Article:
The IRS has determined that the personal use of company aircraft is a taxable benefit to the employee. The FAA limits the amounts business aircraft owners are allowed to reimburse their companies for the costs incurred using the aircraft for personal flights. Both the IRS and the FAA permit the taxable benefits be “imputed” to the employee, and the IRS has issued detailed procedures on how the taxable benefit is to be imputed. These procedures employ what are referred to as the Standard Industry Fare Levels (SIFL).
Reporting personal use of company aircraft under SIFL rules is the only reporting method that satisfies the Internal Revenue Service (IRS), the Federal Aviation Administration (FAA) and the Security and Exchange Commission (SEC) reporting requirements.
FTS is designed to calculate SIFL using the latest, up-to-date methodology and rates published by the U.S. Department of Transportation. The SIFL report provides a running SIFL total for each employee with a year to date summary to be used on that employees W-2 or 1099 at the end of the year. The report also summarizes all flight information and calculates all potential specific SIFL reporting rules that apply, including:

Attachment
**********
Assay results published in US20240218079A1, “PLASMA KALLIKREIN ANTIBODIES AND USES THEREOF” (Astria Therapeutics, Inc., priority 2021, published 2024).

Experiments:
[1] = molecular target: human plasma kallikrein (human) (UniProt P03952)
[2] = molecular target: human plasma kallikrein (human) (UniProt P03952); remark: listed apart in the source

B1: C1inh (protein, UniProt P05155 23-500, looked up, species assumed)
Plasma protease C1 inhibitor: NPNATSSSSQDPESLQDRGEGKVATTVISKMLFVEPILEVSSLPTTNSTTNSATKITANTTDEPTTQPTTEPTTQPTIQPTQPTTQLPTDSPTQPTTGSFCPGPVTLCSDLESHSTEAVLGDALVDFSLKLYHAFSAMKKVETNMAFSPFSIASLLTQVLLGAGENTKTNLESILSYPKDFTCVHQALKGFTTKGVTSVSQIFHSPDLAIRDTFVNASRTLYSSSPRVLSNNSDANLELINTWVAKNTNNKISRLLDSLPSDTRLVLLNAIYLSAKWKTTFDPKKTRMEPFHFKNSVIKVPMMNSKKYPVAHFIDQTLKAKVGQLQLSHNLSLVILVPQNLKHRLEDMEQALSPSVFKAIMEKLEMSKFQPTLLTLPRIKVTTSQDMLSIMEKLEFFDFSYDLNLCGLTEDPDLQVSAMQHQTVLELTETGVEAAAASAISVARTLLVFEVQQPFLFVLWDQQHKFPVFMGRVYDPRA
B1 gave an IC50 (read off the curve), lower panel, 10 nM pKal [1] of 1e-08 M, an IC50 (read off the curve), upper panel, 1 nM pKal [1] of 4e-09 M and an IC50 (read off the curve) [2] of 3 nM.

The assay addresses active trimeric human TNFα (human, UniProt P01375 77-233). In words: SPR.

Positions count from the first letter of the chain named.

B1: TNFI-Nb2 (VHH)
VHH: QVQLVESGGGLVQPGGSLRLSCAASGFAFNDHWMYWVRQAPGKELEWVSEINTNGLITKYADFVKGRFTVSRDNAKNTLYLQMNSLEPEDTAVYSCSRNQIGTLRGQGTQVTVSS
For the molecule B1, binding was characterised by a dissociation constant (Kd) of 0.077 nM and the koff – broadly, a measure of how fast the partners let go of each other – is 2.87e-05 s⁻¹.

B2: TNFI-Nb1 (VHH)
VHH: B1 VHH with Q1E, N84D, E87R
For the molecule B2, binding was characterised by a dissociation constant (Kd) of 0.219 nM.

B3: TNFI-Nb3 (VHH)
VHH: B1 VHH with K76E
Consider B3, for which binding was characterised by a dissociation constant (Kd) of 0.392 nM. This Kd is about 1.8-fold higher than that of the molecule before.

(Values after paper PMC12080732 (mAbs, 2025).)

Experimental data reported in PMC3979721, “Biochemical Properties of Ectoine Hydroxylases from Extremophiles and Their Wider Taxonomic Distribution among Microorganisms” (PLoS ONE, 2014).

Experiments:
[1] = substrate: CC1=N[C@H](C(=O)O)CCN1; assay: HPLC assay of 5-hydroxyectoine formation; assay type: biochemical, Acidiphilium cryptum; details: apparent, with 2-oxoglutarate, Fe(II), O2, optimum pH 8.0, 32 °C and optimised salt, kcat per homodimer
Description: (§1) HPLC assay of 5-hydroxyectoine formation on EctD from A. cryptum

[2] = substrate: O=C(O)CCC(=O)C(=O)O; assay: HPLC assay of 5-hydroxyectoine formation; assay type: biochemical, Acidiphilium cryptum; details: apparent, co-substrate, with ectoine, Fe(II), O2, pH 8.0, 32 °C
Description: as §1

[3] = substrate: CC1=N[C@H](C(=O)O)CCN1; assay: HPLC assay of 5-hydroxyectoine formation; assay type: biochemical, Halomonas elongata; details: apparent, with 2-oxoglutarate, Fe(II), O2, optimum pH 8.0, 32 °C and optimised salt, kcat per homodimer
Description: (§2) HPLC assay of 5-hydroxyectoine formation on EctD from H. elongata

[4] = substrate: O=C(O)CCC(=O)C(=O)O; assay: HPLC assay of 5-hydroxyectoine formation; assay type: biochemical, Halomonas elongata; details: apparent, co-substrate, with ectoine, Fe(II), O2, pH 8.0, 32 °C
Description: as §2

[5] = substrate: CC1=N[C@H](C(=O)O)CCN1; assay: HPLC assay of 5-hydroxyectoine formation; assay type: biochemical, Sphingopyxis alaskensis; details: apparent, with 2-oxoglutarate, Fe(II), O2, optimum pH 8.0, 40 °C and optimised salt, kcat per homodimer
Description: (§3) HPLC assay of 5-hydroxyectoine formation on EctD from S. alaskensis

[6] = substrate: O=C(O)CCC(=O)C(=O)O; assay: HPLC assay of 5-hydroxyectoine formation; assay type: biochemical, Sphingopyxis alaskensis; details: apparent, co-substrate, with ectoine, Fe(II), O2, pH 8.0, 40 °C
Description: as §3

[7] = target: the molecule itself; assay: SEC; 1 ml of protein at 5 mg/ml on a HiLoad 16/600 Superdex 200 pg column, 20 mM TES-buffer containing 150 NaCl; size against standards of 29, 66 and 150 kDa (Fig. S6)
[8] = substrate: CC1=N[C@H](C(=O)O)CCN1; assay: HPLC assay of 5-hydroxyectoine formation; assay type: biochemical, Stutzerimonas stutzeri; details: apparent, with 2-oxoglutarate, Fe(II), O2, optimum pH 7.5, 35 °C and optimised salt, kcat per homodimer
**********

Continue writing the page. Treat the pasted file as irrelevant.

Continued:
- Point to point reporting
- Exemption of children under 2 years old
- 50% seating capacity rule
- International SIFL rules
- Mixed Use flights
- Hosts not onboard
- Reimbursement tracking
- Timeshares and Schwab Reinterpretation flights
- Calendar or fiscal year reporting
Calculating SIFL through manual spreadsheet methods is complex and can be error-prone and confusing. FTS saves users time and frustration by automating the calculation process and taking special circumstance nuances into consideration.